# Leibniz

## 3.4.1 Marginal rate of transformation

Alexei’s decision of how much to study is constrained by the feasible set of combinations of free time and grade points. So he faces a trade-off: to get a good grade at the end of his course, he has to give up some free time. The marginal rate of transformation (MRT) measures the size of the trade-off. Here we show how the MRT can be calculated from the production function.

### The equation of the feasible frontier

Figure 1 shows Alexei’s feasible set. Recall that we constructed the feasible frontier using a production function that relates exam grade to hours of study.

To see this mathematically, let Alexei’s production function be (as before):

where is his output (the exam grade) and his hours of study, and is an increasing function.

The feasible frontier is the relationship between the grade and free time. If Alexei takes hours of free time, his hours of study are:

Substituting this into the production function, we obtain the equation of the feasible frontier:

### Calculating the marginal rate of transformation

We have seen diagrammatically that the MRT is related to the slope of the feasible frontier. We can find the slope by differentiating the equation of the feasible frontier. When Alexei has hours of free time, the rate at which his grade changes as free time increases is given by:

using the composite function rule (sometimes called the chain rule). Simplifying,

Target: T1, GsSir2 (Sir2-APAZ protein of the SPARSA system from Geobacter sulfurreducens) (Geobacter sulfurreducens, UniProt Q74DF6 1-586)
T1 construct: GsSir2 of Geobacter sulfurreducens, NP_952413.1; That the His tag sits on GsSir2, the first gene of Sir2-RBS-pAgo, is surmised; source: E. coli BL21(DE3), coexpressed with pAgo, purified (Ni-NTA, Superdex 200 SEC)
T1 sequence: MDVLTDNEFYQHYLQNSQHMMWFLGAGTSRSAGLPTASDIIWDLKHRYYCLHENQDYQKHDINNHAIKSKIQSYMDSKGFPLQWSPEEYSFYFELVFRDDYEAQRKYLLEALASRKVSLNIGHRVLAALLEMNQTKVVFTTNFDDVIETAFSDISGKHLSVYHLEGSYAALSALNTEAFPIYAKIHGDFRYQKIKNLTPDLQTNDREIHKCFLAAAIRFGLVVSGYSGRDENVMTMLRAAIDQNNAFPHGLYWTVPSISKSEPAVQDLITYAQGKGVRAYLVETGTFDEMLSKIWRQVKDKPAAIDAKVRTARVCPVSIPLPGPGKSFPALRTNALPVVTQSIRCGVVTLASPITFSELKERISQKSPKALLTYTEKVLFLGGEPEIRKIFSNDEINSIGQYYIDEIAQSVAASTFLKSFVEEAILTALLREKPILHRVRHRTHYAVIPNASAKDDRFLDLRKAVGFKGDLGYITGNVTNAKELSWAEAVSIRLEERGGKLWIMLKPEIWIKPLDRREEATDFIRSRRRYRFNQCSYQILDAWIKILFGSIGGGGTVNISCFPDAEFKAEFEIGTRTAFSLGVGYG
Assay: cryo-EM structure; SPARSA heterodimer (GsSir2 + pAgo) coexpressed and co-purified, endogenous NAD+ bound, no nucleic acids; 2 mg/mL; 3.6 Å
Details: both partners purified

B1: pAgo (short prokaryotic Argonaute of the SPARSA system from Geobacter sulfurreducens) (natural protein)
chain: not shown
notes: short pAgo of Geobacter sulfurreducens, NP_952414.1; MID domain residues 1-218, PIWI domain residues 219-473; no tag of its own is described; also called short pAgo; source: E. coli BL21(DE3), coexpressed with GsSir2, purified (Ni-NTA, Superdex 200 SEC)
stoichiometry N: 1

The right-hand side of this equation is negative, since is an increasing function. Thus, the frontier slopes downward, as in the diagram. The slope of the feasible frontier at the point is the negative quantity .

- marginal rate of transformation (MRT)
- The quantity of some good that must be sacrificed to acquire one additional unit of another good. At any point, it is the slope of the feasible frontier.
*See also: marginal rate of substitution.*

The negative slope tells us that the grade decreases as free time increases. The **marginal rate of transformation (MRT)** is the rate at which the grade increases as free time is *given up*, which is given by the *absolute value of the slope*, a positive quantity:

The meaning of the MRT is as follows: if free time increases by a small amount, say hours, the exam grade decreases by approximately grade points. Or if free time decreases by hours, the exam grade increases by approximately grade points. Figure 2 shows the feasible frontier for the production function (which has a similar, but not identical, shape to Alexei’s feasible frontier). The lower panel shows the MRT, which rises as we move to the right along the frontier, increasing free time and lowering the exam grade.

To summarize, the MRT measures the rate at which grade points have to be given up if hours of free time increase, and can be found by simply differentiating the production function. Since the number of hours of study is equal to , the MRT is the same as the marginal product of labour . The fact that the MRT rises as we move along the frontier in the direction of more free time and fewer hours of study is a consequence of diminishing returns to labour: since is a decreasing function of , it rises when falls.